I finally finished God of War Ragnarök this weekend. It’s a great game, with creative interpretations of Thor and Odin that turned out very well. Thor’s a lumbering giant who’s highly able, even if overly loyal to his father. Odin’s got mob boss vibes, which is unconventional, but a gamble that paid off. The game is huge, and I was surprised multiple times thinking I’d gotten to the end only to find a whole new world to explore.

I 100%‘ed it unlike the 2018 God of War, which meant that I wasted a ton of time following YouTube guides to find artifacts and ravens. I downgraded the difficulty to “give me grace” for the last two optional bosses and don’t feel bad about it. They spam attacks like no tomorrow, have a criminal number of unblockables, and the target lock system kind of sucks, especially in multi-enemy fights.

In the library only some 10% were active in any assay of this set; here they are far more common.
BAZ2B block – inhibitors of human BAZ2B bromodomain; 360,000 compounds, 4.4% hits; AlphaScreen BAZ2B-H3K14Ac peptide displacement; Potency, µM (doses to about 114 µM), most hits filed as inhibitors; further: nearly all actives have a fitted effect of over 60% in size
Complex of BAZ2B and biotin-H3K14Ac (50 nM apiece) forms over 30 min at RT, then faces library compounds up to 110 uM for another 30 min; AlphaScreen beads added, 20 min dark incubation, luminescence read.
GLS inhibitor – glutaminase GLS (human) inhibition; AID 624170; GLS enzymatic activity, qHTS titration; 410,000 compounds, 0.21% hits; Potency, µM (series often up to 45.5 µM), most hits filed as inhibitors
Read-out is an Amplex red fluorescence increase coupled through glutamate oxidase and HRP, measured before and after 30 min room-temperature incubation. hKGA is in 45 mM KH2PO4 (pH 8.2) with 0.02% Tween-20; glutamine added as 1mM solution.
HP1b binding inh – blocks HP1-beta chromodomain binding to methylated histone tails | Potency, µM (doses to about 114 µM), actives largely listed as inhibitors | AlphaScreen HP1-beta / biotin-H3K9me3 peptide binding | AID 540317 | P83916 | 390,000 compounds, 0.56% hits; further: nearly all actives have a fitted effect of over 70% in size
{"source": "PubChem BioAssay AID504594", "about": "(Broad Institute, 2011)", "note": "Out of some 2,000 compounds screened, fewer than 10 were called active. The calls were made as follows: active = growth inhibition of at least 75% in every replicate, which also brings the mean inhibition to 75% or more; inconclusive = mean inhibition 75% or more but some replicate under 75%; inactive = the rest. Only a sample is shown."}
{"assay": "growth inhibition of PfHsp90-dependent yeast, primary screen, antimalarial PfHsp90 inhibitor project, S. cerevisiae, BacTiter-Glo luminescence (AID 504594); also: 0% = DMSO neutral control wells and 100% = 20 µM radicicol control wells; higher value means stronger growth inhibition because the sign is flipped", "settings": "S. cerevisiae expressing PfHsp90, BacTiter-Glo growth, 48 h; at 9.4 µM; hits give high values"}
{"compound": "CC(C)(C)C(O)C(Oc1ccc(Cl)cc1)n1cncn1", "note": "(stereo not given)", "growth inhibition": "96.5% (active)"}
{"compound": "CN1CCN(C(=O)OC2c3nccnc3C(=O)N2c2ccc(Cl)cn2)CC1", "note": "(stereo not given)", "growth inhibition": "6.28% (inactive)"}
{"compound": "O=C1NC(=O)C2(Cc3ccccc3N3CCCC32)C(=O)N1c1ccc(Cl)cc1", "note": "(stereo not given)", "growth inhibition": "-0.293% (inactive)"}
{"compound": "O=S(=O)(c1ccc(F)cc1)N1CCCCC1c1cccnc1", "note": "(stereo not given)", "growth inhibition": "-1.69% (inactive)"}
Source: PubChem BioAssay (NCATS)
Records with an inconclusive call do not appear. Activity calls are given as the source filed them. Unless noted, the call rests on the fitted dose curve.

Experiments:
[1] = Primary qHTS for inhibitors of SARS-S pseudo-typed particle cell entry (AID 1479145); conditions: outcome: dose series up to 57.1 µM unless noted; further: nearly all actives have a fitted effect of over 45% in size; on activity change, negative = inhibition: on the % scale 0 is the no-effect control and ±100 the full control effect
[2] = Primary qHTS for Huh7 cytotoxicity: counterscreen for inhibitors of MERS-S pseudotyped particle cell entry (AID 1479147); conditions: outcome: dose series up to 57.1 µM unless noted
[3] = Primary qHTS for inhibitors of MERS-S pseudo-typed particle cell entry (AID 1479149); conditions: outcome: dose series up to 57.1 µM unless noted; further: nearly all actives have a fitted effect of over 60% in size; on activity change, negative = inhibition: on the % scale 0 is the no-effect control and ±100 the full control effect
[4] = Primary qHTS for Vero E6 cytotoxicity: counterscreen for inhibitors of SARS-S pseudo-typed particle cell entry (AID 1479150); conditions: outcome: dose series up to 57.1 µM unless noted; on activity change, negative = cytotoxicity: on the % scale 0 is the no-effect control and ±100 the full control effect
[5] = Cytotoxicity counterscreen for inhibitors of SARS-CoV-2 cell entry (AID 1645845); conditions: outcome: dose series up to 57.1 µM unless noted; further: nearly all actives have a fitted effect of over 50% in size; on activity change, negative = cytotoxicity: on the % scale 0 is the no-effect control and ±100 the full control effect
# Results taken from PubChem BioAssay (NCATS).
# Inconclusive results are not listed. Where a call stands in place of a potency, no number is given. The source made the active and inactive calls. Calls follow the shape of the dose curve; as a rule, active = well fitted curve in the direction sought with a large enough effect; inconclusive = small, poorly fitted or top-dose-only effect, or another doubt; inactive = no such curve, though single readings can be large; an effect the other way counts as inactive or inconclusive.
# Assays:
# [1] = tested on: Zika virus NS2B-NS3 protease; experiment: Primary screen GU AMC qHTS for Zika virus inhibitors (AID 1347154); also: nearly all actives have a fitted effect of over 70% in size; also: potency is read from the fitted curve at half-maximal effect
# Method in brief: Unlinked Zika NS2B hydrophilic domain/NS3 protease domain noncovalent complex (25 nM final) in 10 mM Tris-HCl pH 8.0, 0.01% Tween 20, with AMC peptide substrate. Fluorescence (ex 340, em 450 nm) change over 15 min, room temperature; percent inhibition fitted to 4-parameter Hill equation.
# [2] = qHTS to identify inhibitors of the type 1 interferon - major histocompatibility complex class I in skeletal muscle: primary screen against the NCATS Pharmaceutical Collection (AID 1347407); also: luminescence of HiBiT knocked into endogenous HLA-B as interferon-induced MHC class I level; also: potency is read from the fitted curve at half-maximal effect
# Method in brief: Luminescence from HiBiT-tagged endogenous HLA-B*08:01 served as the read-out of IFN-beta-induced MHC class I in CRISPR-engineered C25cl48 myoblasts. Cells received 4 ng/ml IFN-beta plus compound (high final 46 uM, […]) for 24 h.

It’s notable that although very good, for all intents and purposes it’s the same game as the one released in 2018. There’s new story and new areas (although with some reuse), but the game engine, game mechanics, upgrades/skills system, and combat are all practically identical. Development for 2018’s started in 2014, which means that back then it took five years to build a full game and whole new engine, wherein Ragnarok was six for a game plus some minor updates. I’m sure some of that was lockdown delay, but I kind of suspect the game industry is hitting a plateau for large projects in the same way NASA did for space missions, Lockheed Martin for fighter jets, or Oracle for databases. Horizon Forbidden West (another triple-A title) was the same – great game, but practically indistinguishable from the original.

View all atoms ⭢